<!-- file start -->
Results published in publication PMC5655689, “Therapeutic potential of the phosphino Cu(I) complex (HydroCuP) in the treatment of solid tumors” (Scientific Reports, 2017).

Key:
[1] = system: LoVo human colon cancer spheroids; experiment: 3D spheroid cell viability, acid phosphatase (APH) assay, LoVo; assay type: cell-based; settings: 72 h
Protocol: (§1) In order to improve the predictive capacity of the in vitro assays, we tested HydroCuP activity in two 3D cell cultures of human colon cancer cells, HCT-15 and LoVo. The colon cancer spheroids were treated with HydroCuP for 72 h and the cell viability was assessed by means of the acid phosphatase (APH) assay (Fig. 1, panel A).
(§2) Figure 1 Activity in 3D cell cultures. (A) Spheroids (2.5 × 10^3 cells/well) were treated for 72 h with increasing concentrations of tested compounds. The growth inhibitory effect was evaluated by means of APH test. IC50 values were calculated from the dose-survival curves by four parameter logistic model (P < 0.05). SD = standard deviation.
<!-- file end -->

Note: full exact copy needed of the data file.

Results published in publication PMC5655689, “Therapeutic potential of the phosphino Cu(I) complex (HydroCuP) in the treatment of solid tumors” (Scientific Reports, 2017).

Key:
[1] = system: LoVo human colon cancer spheroids; experiment: 3D spheroid cell viability, acid phosphatase (APH) assay, LoVo; assay type: cell-based; settings: 72 h
Protocol: (§1) In order to improve the predictive capacity of the in vitro assays, we tested HydroCuP activity in two 3D cell cultures of human colon cancer cells, HCT-15 and LoVo. The colon cancer spheroids were treated with HydroCuP for 72 h and the cell viability was assessed by means of the acid phosphatase (APH) assay (Fig. 1, panel A).
(§2) Figure 1 Activity in 3D cell cultures. (A) Spheroids (2.5 × 10^3 cells/well) were treated for 72 h with increasing concentrations of tested compounds. The growth inhibitory effect was evaluated by means of APH test. IC50 values were calculated from the dose-survival curves by four parameter logistic model (P < 0.05). SD = standard deviation.